Anti-drone activists will march from the White House to the headquarters of drone aircraft manufacturer General Atomics on Friday ahead of a rally to "discuss strategies to stop the proliferation of drones" used for military purposes around the world, organizers said.
The Global Drone Summit, being held Saturday at the Georgetown Law Center in Washington, is being organized by CodePink, the Institute for Policy Studies, The Nation magazine, the Center for Constitutional Rights, and the National Lawyers Guild's Georgetown Chapter.
The event will feature a host of speakers from human rights organizations and academia, as well as legal experts, drone pilots, and a contingent from Yemen, a country targeted on several occasions by U.S. military drone strikes.
Among the delegation from Yemen are Faisal bin Ali Gaber, a relative of two Yemenis killed in drone strikes, and Entesar Al Qadhi, a Yemeni politician representing an area targeted by U.S. drone attacks, the organizers said.
"Yemen is now the No. 1 target for US drone strikes, and the heart-breaking story of the death of Faisal Gaber's family members is detailed in [a recent] Human Rights Watch report" on the impact of such attacks on affected areas, they said, citing recent findings by the human rights organization.
While the Global Drone Summit organizers can fairly be said to lean towards the moderate to far left, concern over military and police use of unmanned aircraft for surveillance and military activities has spiked across the political spectrum in recent years.
At the same time, different private groups have become interested in using drone technology for a variety of purposes. There are hobbyists who fly radio-controlled aircraft for fun, of course, operating commercially available drones with capabilities and ranges far inferior to those employed by the U.S. and other nations.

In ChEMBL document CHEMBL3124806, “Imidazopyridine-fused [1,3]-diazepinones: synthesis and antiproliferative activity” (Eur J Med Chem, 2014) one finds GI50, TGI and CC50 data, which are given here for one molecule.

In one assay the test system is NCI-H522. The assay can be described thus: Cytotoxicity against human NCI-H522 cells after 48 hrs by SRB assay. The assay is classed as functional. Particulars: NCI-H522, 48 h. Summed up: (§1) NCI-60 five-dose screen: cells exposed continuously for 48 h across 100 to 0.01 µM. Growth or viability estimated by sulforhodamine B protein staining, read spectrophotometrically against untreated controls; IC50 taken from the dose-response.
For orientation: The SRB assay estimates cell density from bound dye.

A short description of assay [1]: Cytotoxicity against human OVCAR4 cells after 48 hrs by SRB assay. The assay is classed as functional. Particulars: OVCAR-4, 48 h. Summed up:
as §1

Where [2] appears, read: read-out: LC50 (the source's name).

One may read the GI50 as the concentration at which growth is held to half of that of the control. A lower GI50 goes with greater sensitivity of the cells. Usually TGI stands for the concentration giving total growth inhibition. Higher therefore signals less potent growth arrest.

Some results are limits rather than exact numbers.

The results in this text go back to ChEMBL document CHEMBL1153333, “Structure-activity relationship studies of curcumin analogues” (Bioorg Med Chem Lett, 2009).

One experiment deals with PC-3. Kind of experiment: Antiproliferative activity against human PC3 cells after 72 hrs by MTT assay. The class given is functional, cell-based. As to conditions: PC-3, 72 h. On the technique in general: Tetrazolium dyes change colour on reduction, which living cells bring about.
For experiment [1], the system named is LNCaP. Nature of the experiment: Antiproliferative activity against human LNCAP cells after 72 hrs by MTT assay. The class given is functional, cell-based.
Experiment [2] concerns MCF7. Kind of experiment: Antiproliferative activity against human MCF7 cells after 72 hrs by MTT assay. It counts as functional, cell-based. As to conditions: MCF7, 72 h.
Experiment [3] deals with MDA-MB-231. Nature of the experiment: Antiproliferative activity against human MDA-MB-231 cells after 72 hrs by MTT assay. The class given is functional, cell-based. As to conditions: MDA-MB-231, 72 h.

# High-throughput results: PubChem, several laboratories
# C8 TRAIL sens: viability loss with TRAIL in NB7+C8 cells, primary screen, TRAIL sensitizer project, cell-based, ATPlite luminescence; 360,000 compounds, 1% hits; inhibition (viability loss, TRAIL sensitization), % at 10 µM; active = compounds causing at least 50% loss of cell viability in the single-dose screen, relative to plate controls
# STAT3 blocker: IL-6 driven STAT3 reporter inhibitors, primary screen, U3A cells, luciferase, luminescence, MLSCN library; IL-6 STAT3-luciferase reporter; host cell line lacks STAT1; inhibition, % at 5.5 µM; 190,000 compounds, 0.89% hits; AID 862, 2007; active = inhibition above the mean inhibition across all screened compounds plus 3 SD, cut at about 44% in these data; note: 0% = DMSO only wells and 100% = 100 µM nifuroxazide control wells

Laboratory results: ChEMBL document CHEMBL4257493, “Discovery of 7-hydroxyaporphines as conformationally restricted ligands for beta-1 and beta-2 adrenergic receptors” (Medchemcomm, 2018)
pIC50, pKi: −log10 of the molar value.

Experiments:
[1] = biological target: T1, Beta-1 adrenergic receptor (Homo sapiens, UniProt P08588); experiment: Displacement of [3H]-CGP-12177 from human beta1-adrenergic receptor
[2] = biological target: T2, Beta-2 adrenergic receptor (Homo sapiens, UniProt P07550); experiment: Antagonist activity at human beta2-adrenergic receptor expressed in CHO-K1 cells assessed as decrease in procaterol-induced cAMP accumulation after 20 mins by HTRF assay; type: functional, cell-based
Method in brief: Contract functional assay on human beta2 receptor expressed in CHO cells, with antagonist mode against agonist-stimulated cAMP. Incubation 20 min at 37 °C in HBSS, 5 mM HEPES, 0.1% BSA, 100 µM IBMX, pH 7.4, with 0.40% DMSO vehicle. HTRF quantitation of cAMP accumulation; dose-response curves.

There have also been some eye-opening demonstrations at recent hacker conferences of flying surveillance platforms which could be used to crack local communications networks, though there haven't been reports of such snooping aircraft operating in the wild.
And perhaps the best illustration of how the attitude towards this technology hasn't yet metastasized along clear political lines surfaced just a few weeks ago.
That's when the People for the Ethical Treatment of Animals (PETA) announced a new project to encourage the use of hobby-class drone planes to monitor hunters and capture any "illegal or cruel hunting practices."
PETA is selling its remote-controlled "Air Angels" hobby drones for $324.99 to members and other interested parties through its online catalog. The organization recently deployed drone aircraft in Massachusetts to keep an eye on bowhunters, capturing video of a demonstration run that can be viewed on PETA's website.
That development prompted a response from DroneShield, a crowd-funded startup selling a Raspberry Pi-based, plug-in drone detection device, which informed PCMag that its products are currently being installed at several hunting lodges.